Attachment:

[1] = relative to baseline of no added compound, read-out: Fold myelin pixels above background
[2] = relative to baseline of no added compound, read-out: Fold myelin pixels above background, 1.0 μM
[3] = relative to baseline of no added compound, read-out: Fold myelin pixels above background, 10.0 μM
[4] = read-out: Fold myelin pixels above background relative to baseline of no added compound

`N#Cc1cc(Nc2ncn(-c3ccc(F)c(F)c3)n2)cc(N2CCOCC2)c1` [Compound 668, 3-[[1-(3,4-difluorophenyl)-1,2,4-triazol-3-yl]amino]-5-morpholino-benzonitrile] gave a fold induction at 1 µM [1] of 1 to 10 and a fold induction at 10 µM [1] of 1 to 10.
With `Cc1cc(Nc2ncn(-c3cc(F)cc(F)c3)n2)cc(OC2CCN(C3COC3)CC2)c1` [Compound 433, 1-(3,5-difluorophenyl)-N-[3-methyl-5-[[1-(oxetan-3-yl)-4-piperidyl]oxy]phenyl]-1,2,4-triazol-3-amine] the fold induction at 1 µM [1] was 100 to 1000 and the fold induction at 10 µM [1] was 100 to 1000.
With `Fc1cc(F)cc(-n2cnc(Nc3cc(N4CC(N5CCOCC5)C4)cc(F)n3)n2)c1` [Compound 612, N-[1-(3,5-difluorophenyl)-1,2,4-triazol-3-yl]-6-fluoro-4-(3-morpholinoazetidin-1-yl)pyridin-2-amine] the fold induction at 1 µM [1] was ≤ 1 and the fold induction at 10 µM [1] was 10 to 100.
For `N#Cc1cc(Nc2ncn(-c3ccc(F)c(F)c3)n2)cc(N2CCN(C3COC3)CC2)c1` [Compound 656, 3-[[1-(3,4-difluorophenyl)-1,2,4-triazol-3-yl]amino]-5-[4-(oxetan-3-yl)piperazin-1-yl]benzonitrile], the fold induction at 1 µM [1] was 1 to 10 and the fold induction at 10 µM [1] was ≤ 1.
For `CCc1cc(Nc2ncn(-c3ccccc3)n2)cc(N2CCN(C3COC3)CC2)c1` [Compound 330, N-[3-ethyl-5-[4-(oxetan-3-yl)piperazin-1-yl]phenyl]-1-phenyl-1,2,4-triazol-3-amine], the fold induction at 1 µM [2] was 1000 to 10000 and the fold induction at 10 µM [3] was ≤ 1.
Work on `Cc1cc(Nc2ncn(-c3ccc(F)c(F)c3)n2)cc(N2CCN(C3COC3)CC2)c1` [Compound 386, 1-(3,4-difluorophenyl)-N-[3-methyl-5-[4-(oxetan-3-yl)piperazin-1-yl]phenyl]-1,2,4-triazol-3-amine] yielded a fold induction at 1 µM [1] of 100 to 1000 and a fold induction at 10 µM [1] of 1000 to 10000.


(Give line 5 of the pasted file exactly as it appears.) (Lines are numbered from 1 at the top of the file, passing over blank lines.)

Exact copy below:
`N#Cc1cc(Nc2ncn(-c3ccc(F)c(F)c3)n2)cc(N2CCOCC2)c1` [Compound 668, 3-[[1-(3,4-difluorophenyl)-1,2,4-triazol-3-yl]amino]-5-morpholino-benzonitrile] gave a fold induction at 1 µM [1] of 1 to 10 and a fold induction at 10 µM [1] of 1 to 10.